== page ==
“A solid account of women’s contributions as aviators during World War II.” —Kirkus Reviews
In the tradition of Hidden Figures, debut author Patricia Pearson offers a beautifully written account of the remarkable but often forgotten group of female fighter pilots who answered their country’s call in its time of need during World War II.
At the height of World War II, the US Army Airforce faced a desperate need for skilled pilots—but only men were allowed in military airplanes, even if the expert pilots who were training them to fly were women. Through grit and pure determination, 1,100 of these female pilots—who had to prove their worth time and time again—were finally allowed to ferry planes from factories to bases, to tow targets for live ammunition artillery training, to test repaired planes and new equipment, and more.
Though the Women Airforce Service Pilots lived on military bases, trained as military pilots, wore uniforms, marched in review, and sometimes died violently in the line of duty, they were civilian employees and received less pay than men doing the same jobs and no military benefits, not even for burials.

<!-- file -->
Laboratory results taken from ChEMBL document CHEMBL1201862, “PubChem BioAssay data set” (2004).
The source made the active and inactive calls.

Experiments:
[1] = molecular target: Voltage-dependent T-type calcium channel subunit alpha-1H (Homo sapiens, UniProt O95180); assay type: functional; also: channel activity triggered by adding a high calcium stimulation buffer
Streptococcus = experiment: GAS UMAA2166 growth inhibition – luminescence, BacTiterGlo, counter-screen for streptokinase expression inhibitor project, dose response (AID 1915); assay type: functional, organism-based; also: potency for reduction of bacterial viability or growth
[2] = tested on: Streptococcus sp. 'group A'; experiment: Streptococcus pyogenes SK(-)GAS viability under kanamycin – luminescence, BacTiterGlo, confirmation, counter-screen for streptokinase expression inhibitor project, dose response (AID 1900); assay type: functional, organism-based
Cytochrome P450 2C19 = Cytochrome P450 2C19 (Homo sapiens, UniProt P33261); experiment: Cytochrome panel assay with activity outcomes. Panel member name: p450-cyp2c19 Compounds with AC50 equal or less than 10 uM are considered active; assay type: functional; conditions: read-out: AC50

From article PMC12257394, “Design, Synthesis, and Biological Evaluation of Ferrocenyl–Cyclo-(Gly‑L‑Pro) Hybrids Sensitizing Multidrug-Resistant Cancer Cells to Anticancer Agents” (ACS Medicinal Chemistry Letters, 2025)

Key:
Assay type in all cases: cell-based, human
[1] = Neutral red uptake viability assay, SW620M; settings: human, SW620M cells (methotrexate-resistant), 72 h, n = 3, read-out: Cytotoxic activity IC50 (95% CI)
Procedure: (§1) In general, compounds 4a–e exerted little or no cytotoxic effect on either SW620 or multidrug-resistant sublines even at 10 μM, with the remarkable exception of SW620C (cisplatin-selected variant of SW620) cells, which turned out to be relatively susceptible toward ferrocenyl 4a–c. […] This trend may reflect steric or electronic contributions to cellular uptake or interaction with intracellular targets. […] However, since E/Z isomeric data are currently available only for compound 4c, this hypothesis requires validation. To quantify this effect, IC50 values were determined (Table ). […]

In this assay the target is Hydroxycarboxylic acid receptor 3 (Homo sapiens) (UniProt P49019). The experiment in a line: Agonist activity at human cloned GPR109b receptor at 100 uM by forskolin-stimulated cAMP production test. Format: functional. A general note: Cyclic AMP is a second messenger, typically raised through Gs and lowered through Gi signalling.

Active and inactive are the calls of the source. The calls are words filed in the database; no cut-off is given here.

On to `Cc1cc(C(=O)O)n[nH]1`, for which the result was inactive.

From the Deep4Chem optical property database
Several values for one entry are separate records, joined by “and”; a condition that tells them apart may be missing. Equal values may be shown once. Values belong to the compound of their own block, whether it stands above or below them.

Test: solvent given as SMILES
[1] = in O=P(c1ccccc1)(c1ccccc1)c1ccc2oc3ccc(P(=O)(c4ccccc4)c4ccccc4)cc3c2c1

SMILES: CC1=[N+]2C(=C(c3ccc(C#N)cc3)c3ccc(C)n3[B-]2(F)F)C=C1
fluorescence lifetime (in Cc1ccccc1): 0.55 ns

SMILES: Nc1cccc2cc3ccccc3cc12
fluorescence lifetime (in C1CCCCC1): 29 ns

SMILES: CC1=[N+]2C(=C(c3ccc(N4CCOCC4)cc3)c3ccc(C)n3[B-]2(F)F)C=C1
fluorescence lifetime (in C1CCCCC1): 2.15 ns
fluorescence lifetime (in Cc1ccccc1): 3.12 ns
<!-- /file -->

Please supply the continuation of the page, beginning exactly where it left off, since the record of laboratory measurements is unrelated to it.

Their story is one of patriotism, the power of positive attitudes, the love of flying, and the willingness to serve others with no concern for personal gain.
Patricia O’Connell Pearson is a former history teacher with a master’s degree in education from George Mason University. She has contributed to and edited history textbooks and published articles in magazines and newspapers including The Washington Post. Always enthusiastic about sharing the stories of history, she earned her MFA in writing for young people from Lesley University and now writes both historical fiction and nonfiction. When she is not writing about history, she can often be found talking about history as a volunteer with the National Park Service in Washington, DC. She lives in Fairfax, Virginia.